“Don’t let it be forgot, that once there was a spot, for one brief shining moment, that was known as Camelot.” — Alan Jay Lerner
While the presidency of John F. Kennedy is known for its strong leadership in civil rights and in furthering the cause of peace, Jacqueline Bouvier Kennedy, the elegant, graceful widow of the President said that “People like to believe in fairy tales,” and she did her part in propagating the myth of the brief shining moment in American history that came to be known as Camelot. The many contradictions of Mrs. Kennedy are brought to the screen by Chilean director Pablo Larraín (“No”) in his somber, impressionistic portrait of the First Lady known simply as Jackie.
Notably performed by Natalie Portman (“Knight of Cups”), Mrs. Kennedy was seen as a tower of strength by a nation in mourning following her husband’s assassination in Dallas in November, 1963, but beneath the steely façade, the film shows a woman in considerable psychological distress who was given to bitterness, drinking, sleepless nights wracked by nightmares, and thoughts of suicide. She herself said that she was “not in any condition to make much sense of anything,” but still had to take care of two young children, plan for the funeral procession, and be ready to move out of the White House.
Jackie takes us into the mind of the First Lady, providing a haunting portrayal of a woman in conflict with herself and the usurpers of her husband’s legacy. Jackie’s guilt feelings about how she could have saved her husband (Caspar Phillipson, “Love and Other Catastrophes”) from the assassin’s bullet, prevent her from feeling like a heroine, yet she is expected to show emotional control and magical powers of inner strength at a time of overwhelming national trauma. Written by Noah Oppenheim (“Allegiant”) and photographed by cinematographer Stéphane Fontaine (“Captain Fantastic”), close-ups of her troubled face bring the viewer closer to her feelings of isolation, the mood of disconnect enhanced by the dissonant score of Mica Levi (“Under the Skin”).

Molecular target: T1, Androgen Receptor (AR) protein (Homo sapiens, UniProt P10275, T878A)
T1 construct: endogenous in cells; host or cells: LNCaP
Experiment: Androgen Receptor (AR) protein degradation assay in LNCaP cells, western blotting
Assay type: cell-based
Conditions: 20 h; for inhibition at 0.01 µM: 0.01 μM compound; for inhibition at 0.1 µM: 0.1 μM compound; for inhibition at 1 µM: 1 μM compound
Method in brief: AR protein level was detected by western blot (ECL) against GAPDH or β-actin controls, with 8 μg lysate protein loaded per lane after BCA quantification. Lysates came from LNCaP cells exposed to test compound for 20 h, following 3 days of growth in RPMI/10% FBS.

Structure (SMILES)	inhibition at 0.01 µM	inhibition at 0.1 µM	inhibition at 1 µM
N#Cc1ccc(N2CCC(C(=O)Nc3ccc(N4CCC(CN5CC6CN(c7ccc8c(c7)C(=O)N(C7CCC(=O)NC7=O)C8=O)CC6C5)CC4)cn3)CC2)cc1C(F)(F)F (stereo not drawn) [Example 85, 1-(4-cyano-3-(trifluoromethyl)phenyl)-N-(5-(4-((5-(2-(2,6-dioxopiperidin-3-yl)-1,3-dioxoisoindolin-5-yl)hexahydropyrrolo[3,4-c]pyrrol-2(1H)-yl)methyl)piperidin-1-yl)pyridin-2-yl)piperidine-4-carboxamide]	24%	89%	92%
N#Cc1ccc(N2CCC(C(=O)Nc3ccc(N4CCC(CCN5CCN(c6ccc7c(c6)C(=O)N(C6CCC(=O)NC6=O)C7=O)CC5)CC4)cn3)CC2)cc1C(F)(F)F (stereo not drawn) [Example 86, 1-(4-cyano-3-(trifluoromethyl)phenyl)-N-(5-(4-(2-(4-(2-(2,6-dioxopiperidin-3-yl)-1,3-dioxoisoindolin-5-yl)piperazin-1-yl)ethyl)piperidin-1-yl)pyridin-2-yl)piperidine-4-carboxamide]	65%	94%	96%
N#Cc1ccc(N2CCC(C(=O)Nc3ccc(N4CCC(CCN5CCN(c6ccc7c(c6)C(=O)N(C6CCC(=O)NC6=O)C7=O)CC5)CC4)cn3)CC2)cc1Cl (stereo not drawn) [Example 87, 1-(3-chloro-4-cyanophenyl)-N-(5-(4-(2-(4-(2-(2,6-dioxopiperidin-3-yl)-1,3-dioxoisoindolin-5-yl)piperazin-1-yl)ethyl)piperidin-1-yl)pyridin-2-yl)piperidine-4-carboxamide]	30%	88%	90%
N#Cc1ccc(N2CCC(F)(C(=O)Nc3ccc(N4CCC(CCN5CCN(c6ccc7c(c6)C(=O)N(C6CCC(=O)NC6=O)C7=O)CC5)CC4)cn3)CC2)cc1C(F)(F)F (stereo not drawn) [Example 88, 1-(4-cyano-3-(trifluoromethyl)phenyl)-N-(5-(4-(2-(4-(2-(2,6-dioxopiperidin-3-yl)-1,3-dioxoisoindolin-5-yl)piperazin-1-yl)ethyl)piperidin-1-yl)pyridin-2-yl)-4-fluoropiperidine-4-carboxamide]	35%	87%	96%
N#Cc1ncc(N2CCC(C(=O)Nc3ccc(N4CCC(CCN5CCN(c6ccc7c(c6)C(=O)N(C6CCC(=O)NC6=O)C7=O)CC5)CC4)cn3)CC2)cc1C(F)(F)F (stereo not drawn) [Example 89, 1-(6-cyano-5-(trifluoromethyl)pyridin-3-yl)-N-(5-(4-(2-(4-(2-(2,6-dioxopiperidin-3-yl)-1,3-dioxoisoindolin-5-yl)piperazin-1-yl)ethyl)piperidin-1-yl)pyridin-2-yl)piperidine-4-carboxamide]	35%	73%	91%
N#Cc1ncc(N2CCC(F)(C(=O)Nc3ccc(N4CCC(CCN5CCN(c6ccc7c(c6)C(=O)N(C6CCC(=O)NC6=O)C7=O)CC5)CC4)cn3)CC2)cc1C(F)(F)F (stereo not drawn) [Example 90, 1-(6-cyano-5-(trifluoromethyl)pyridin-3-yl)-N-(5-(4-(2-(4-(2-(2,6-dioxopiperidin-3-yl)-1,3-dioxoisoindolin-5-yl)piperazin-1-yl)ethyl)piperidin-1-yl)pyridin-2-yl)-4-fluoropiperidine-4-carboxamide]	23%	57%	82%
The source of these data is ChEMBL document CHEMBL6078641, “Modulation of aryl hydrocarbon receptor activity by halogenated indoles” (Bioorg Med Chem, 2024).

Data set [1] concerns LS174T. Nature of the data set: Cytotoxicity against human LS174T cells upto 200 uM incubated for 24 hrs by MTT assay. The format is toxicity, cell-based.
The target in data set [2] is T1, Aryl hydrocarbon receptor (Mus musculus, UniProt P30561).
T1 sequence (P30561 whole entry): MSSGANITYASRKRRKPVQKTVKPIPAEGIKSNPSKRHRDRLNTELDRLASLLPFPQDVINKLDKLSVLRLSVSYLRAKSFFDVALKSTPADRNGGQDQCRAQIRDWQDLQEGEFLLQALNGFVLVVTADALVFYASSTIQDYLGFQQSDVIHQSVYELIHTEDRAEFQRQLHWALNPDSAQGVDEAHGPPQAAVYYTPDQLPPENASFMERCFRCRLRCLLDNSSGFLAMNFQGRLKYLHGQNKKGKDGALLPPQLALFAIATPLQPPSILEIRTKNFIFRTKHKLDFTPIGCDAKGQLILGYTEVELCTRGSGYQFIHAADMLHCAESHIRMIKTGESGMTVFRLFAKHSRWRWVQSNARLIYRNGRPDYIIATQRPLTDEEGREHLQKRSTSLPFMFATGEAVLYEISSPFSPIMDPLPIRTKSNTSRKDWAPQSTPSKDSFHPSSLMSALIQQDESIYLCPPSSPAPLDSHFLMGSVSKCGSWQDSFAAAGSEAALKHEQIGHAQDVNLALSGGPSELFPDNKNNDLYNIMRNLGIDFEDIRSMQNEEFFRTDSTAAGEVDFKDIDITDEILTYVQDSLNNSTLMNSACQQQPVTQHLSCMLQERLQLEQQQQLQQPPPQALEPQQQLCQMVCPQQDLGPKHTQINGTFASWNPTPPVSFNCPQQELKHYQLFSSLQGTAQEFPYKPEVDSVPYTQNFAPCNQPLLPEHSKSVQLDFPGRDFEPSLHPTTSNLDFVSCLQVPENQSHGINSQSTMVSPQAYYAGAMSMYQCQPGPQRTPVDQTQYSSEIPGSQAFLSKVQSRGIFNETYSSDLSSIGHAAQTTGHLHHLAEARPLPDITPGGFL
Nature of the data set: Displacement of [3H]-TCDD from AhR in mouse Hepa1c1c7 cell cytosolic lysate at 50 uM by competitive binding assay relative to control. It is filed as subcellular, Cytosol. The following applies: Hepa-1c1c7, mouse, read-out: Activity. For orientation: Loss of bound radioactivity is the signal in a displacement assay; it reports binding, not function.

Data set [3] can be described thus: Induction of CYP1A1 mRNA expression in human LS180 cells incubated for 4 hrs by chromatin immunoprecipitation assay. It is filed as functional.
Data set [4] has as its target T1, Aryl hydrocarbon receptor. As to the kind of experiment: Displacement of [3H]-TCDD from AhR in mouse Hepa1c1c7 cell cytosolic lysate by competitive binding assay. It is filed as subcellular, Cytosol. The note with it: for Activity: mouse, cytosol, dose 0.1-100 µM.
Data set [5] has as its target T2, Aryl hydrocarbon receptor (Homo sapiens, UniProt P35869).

The film moves back and forth between events, opening with an interview with an unnamed journalist (Billy Crudup, “Spotlight”) modeled after Theodore White. It is the first time we see Jackie asserting control over what history will record. When asked how she would like her husband to be remembered, she pointedly tells him, “You understand that I will be editing this conversation just in case I don’t say exactly what I mean.” The film also depicts her televised tour of the White House in 1961, her talks with a priest (John Hurt, “Hercules”) who offers her some unpriest-like comments, and her participation in planning the state funeral, modeled on the funeral of Abraham Lincoln in 1865.
Though conflicts arise because of security concerns, Jackie insists that her two children, Carolyn (Sunnie Pelant, “Bones” TV series) and John John (Aiden and Brody Weinberg), be at her side during the procession to emphasize the scope of her loss. Through it all the myth of the JFK years begins to take shape and still dominates after more than fifty years. Though Jackie is in every frame, also featured in the film are Peter Sarsgaard (“The Magnificent Seven”) as Robert Kennedy, Greta Gerwig (“Maggie’s Plan”) as Jackie’s personal secretary, and John Carroll Lynch (“Ted 2”) as the new President, Lyndon Johnson, whose interaction with Mrs. Kennedy is notable for its coolness.
Jackie is a compelling film that provides an insight into Jackie Kennedy’s state of mind and events that are not generally well known, yet does not always reach us on an emotional level. Though Portman delivers a strong performance, perfectly recreating the inflections in Jackie’s voice and conveying the elegance of her demeanor, it is often mannered and her authenticity only shows up sporadically. Ultimately, the human being behind the legend remains elusive.